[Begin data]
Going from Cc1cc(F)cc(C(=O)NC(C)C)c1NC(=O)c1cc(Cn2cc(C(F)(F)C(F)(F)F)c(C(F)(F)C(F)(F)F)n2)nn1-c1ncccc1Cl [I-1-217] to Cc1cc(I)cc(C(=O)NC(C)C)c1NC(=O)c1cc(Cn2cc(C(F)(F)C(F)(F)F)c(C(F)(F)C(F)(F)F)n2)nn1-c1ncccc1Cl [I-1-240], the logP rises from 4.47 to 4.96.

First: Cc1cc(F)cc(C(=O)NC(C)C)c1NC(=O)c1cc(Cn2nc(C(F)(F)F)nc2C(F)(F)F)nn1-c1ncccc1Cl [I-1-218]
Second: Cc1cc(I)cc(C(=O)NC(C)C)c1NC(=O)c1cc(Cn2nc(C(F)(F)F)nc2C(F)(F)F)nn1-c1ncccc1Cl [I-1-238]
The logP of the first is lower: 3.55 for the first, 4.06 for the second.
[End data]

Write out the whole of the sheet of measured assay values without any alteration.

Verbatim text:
Going from Cc1cc(F)cc(C(=O)NC(C)C)c1NC(=O)c1cc(Cn2cc(C(F)(F)C(F)(F)F)c(C(F)(F)C(F)(F)F)n2)nn1-c1ncccc1Cl [I-1-217] to Cc1cc(I)cc(C(=O)NC(C)C)c1NC(=O)c1cc(Cn2cc(C(F)(F)C(F)(F)F)c(C(F)(F)C(F)(F)F)n2)nn1-c1ncccc1Cl [I-1-240], the logP rises from 4.47 to 4.96.

First: Cc1cc(F)cc(C(=O)NC(C)C)c1NC(=O)c1cc(Cn2nc(C(F)(F)F)nc2C(F)(F)F)nn1-c1ncccc1Cl [I-1-218]
Second: Cc1cc(I)cc(C(=O)NC(C)C)c1NC(=O)c1cc(Cn2nc(C(F)(F)F)nc2C(F)(F)F)nn1-c1ncccc1Cl [I-1-238]
The logP of the first is lower: 3.55 for the first, 4.06 for the second.